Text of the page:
Yolo County Partners with SMUD – A New Model of Community Choice Development?

As Community Choice agencies spring up around the state, they are experimenting with various new business models. As they do, they are functioning as innovation incubators.

Valley Clean Energy Alliance (VCEA), a new Community Choice agency comprised of the Cities of Davis and Woodland and unincorporated Yolo County, is using an approach not previously tried in California. Rather that contracting with a private electric service provider, VCEA is contracting with their neighbor SMUD (Sacramento Municipal Utility District) to provide these and other services.

According to VCEA board member and Yolo Supervisor Don Saylor, the relationship with SMUD began ten years ago when Yolo County tried through a ballot measure to be served by SMUD. The measure, fiercely opposed by PG&E to the tune of over $9M, was defeated. Even so, through the campaign SMUD professionals and Yolo County elected officials and staff developed a healthy appreciation for each other.

Saylor said that VCEA did not start out with a plan to partner with SMUD. VCEA put out a request for proposals (RFP) for an array of services including energy procurement, technical service, a call center, and community outreach. At the same time, they started conversations with SMUD and encouraged them to respond to the RFP.

The costs of going with SMUD versus other private contractors that bid on the RFP were comparable. But Saylor said that the comprehensive nature of the services that SMUD provided created efficiencies that were attractive to the board. SMUD’s work in the public interest and their transparency and accountability were also seen as beneficial by VCEA’s board. The vote to move forward with SMUD was unanimous among the 15 voting elected officials. On October 12, VCEA approved the implementation plan and the master service agreement with SMUD. VCEA’s proposed launch date is June 2018.

Saylor foresees that the partnership with SMUD will give VCEA on day one capacities in energy procurement and related services that other Community Choice agencies must develop over time. VCEA plans to hire a general manager and three to five staff, mostly for contract management. The staffing plan is still under development. He emphasized that VCEA would retain governance, rate setting and policy functions, as well as accountability to customers. VCEA has also contracted with Circlepoint to handle community outreach and maintain some independence from SMUD.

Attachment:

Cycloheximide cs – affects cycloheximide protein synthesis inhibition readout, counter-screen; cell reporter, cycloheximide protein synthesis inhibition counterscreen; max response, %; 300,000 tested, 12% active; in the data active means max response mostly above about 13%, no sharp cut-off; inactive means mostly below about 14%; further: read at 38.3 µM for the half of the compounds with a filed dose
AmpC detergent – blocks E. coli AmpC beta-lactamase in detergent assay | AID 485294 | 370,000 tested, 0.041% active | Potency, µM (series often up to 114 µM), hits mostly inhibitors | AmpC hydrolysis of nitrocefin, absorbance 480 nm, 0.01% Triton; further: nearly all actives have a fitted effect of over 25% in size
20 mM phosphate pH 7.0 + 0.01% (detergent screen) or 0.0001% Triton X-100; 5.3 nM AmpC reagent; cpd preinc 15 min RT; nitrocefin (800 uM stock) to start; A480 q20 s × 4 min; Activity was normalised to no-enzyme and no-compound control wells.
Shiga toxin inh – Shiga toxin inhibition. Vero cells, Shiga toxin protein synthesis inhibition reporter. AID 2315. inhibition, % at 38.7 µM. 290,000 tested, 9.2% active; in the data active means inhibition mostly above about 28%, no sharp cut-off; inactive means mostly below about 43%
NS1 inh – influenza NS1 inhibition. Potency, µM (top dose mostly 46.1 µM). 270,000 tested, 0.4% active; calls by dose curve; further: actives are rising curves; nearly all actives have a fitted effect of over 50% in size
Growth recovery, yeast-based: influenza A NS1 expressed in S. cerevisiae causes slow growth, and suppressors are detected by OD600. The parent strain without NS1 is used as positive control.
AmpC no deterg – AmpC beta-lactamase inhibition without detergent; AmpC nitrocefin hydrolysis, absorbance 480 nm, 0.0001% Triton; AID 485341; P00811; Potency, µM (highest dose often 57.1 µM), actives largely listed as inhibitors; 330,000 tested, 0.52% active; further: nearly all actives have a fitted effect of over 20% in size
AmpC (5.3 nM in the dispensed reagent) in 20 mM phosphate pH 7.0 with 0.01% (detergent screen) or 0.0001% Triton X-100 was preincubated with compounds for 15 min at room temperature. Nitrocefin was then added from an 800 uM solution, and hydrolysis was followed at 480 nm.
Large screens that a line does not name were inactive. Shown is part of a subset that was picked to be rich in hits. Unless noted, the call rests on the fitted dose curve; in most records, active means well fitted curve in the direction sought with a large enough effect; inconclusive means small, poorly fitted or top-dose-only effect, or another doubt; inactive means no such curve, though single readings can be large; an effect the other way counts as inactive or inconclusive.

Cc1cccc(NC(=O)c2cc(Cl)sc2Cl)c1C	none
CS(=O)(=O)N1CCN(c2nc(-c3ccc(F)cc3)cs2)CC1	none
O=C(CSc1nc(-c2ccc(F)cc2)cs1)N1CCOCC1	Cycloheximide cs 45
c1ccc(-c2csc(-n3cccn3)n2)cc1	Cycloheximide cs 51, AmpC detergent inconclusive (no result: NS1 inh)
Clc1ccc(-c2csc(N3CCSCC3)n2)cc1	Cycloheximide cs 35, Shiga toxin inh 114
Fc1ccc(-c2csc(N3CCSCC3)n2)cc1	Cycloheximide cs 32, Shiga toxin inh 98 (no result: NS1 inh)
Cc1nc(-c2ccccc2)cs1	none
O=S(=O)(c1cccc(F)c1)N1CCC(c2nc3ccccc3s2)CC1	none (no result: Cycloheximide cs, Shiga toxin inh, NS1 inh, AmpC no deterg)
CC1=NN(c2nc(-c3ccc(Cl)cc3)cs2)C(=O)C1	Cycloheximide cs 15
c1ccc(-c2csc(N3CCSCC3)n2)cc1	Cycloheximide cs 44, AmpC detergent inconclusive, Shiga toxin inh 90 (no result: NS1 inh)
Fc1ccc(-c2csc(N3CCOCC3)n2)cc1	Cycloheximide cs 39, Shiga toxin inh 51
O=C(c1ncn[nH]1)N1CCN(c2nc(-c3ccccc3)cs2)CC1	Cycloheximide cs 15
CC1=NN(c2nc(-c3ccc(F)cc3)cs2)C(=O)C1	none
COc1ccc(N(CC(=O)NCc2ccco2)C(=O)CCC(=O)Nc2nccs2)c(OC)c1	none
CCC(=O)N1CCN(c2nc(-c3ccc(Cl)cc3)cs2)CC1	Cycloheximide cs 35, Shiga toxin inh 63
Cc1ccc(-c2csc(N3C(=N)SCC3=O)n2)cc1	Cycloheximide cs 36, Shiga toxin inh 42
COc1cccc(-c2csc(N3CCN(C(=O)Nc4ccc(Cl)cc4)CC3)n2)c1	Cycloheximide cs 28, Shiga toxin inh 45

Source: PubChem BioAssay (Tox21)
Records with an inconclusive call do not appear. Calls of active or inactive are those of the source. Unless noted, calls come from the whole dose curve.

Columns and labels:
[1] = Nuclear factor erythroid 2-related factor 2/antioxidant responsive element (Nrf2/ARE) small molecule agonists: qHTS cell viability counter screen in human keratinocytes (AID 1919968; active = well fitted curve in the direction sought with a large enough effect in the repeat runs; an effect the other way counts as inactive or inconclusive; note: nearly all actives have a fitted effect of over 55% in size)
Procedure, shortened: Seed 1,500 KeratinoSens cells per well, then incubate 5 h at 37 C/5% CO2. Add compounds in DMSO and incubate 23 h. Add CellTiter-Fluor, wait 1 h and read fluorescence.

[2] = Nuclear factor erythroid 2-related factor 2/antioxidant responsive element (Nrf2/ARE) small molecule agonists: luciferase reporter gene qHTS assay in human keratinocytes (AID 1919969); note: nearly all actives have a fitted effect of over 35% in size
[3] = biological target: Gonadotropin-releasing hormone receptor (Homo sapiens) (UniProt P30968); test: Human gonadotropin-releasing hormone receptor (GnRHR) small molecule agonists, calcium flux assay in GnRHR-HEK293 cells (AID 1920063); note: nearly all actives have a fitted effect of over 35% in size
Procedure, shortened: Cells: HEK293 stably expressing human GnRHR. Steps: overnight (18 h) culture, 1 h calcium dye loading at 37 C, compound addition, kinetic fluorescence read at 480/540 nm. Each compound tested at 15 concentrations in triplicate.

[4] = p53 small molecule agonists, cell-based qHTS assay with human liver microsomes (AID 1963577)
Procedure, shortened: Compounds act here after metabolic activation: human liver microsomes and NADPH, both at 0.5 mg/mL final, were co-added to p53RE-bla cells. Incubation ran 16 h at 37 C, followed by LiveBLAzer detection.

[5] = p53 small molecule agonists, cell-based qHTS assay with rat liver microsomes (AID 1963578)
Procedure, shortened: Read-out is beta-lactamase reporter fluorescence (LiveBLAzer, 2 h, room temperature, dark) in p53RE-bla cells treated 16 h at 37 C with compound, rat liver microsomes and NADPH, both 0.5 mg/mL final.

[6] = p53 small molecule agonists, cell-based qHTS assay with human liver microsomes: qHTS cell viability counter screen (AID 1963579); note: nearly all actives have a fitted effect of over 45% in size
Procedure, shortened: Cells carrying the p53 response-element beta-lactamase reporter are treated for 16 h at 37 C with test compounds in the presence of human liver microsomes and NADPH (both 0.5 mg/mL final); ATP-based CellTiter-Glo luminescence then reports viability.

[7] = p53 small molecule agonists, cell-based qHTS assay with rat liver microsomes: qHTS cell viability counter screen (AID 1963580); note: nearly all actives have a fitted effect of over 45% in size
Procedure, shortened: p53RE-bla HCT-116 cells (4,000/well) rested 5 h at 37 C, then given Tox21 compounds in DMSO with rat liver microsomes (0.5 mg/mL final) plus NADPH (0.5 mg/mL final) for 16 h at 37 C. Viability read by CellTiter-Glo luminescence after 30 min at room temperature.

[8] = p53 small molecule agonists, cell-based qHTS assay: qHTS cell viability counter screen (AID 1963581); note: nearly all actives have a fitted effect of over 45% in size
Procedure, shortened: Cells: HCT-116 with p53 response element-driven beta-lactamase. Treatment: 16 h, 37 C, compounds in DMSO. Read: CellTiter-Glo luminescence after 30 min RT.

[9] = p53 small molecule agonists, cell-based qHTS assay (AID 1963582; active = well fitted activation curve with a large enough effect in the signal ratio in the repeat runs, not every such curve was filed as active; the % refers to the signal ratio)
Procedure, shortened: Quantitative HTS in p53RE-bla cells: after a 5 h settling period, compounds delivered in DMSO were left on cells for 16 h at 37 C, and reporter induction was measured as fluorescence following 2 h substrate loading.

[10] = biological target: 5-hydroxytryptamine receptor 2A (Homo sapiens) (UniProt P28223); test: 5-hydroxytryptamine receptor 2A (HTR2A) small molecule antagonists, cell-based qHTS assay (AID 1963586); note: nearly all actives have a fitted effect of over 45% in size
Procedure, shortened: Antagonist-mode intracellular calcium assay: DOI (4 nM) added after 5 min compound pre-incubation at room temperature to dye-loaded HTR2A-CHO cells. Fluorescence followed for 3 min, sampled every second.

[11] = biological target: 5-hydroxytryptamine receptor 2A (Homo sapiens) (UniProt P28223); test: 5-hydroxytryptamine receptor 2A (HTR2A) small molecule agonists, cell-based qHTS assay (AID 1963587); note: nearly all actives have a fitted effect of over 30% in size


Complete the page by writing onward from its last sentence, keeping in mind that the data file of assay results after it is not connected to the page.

When asked how the relationship with SMUD and VCEA’s staff would impact the development of local resources, Saylor responded that the relationship would actually accelerate their deployment. He pointed out that Yolo County already has a strong track record of developing local resources, and argued that if VCEA has a solid administrative and operational foundation with SMUD, it will free up board and staff time to develop local projects.

Saylor noted that VCEA has participated as an affiliate member of CalCCA, the Community Choice trade association, and that he anticipates they will be a full member after launch.  Having SMUD as a contract partner should enhance Community Choice agencies’ standing in Sacramento with the legislature because of the respect SMUD enjoys with state policymakers. This could prove important going forward. Proposed state legislation this year would have severely harmed Community Choice. This legislation didn’t pass, but will likely return in 2018.

Mitch Sears, interim General Manager for VCEA, agrees that SMUD’s experience, capabilities, and orientation toward advanced energy solutions will “give them a jump start” in local resource deployment. Sears felt that “this kind of partnership with a public utility seems like a natural fit, because of the alignment around public service. It might be a useful approach for others to consider.” He also sees potential not only in partnering with SMUD, but also with the UC Davis Energy Efficiency Center and other municipal partners.

Gerry Braun, a member of the VCEA Advisory Committee and founder of the nonprofit Integrated Renewable Energy Systems Network that supports the development of local clean energy resources, was more measured in his assessment of the potential for SMUD to accelerate the development of local energy resources. He said that although SMUD has done quite a bit of research and development regarding local energy resources, they have actually implemented less per capita than Davis and Woodland have.

Braun explained that strong local energy management capacity is the key ingredient for developing local energy resources. He is skeptical that a vertically integrated utility like SMUD has both experience and motivation to perform well on local resource development. He said the partnership was “an opportunity to do really well and stay focused on the core CCA business, but maybe not develop the full transformative potential of the enterprise.”

Although SMUD has tremendous capacity as an electric service provider, they may not be as experienced as other contractors in dealing with PG&E and particularly that utility’s complicated rate setting and billing system.

The future will show whether VCEA’s partnership with SMUD enhances their capacity to develop local programs and resources, and is a model to emulate.

Yolo County Partners with SMUD – A New Model of Community Choice Development?, by Barry Vesser, Center for Climate Protection, October 18, 2017.



1 reply
  1. Jim Skeen
    Jim Skeen says:

    The choice to go with SMUD was the easy way out. The preliminary estimates on future rates I saw indicated a savings of at least 1%. You can get 10% by signing with ACADIA power.


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